For many in-home care providers, new payment models such as the Patient-Driven Groupings Model (PDGM) serve as the impetus for technology adoption in 2020. The expanding reimbursement stream of Medicare Advantage is also a major driver.
These are some of the key findings from the 2020 Home Health Care News Outlook Survey and Report, released Thursday, in collaboration with Homecare Homebase. The survey — conducted from December 2019 through January 2020 — reflects the opinions of more than 500 professionals working in or alongside the in-home care industry.
When it comes to the adoption of new technology, 27% of survey respondents cited PDGM as the most important driver. Meanwhile, 21% of survey respondents cited Medicare Advantage as the most important driver.
As providers continue to find their footing in the wake of PDGM, which launched on Jan. 1, the implementation of technology has aided in these efforts.
Several companies — including Homecare Homebase (HCHB), a provider of cloud-based software solutions for home health and hospice providers — have positioned themselves as solutions in combating PDGM-related challenges.
“From a Homecare Homebase perspective, we’ve invested significantly in performance tools to help agencies offset the difficulties and address the new challenges, not just in a way that keeps them in compliance, but really helps them perform operationally,” Scott Pattillo, chief strategy officer at Dallas-based HCHB, previously told HHCN.
As for Medicare Advantage, last year saw more home care providers in talks with plans as coverage further expanded to include non-medical personal care. For many providers, this meant gathering data that proved the value of their service during negotiations with plans.
Technology may prove to be instrumental as home care providers become more data-driven. This is the case for Omaha, Nebraska-based Right at Home.
“Over the last two years, we have added several software platforms,” Right at Home CEO and President Brian Petranick previously told HHCN. “We have built our own data lake, so to speak. We’re also partnering with some other companies. We brought in several technology people within the organization, as well as working with some high-end consulting groups to make sure we’re collecting the right data. We are very focused on becoming a data-driven organization.”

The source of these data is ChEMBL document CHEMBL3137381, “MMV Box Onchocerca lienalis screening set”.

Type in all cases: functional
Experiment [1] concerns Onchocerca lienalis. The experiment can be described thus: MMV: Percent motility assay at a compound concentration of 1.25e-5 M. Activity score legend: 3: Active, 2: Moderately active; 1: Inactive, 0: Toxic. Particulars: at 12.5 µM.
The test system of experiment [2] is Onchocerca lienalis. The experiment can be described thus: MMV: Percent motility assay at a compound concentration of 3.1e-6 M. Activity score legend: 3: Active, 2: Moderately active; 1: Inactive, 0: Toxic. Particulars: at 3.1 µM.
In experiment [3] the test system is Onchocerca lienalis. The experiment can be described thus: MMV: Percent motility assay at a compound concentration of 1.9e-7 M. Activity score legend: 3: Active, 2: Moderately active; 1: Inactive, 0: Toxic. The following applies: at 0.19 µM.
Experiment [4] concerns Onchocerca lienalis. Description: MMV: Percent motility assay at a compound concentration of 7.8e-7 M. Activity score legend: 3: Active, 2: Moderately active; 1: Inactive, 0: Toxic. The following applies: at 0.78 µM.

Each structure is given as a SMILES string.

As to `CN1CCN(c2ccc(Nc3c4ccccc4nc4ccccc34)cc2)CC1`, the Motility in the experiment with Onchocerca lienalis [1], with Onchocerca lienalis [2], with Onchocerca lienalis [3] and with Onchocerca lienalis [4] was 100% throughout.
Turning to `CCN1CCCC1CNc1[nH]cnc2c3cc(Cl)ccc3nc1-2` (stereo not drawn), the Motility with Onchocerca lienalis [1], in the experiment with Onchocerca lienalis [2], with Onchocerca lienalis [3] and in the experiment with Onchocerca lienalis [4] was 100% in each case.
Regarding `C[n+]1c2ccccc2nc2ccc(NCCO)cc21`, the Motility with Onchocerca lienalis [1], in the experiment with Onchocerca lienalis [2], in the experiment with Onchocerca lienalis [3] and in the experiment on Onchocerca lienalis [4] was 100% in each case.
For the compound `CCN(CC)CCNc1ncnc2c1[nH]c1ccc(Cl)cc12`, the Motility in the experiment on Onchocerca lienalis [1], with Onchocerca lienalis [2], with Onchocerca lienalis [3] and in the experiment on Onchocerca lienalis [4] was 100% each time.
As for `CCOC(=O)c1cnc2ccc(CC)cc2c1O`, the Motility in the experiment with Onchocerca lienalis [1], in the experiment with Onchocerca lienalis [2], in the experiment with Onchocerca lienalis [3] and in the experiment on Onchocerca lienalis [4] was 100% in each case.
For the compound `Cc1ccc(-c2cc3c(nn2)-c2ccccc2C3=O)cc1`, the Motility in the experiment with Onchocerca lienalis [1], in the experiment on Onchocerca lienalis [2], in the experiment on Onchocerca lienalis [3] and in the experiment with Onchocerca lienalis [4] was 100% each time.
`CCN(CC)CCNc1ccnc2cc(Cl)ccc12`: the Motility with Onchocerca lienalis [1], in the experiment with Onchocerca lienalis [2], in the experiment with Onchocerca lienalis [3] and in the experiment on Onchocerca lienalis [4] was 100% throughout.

In addition to PDGM and Medicare Advantage, staff satisfaction (18%), regulatory dynamics (18%) and referral partnerships (17%) rounded out the list of reasons for technology adoption in 2020.
While PDGM and Medicare Advantage play major roles in technology adoption for in-home care providers, 41% don’t have plans to make any technology platform changes. Of the providers that do plan to change their organization’s technology platform, 32% cited reimbursement as the reason.
Additionally, 27% of providers identified regulatory compliance tracking and 24% cited the need to reduce operating costs.
Overall, 2019 saw the use of remote patient monitoring (RPM) become more common among in-home care providers. Companies such as FirstLight Home Care Solutions have embraced these services.
One company that’s solidified its name in the in-home care space is telehealth company Health Recovery Solutions (HRS). HRS has partnered with companies such as Sentara Home Care and Valley Home Care to provide them with comprehensive RPM platforms — helping them improve patient outcomes in the process.
Still, 40% of provider respondents don’t plan to invest in any RPM technology in 2020, according to the HHCN and HCHB survey. One reason for this could be the lack of stable reimbursement for RPM.
Of the providers that do plan on investing, 44% identified chronic disease management as the top type of RPM technology they need. Vital-signs monitoring (28%) and fall prevention (26%) were also identified as areas of interest.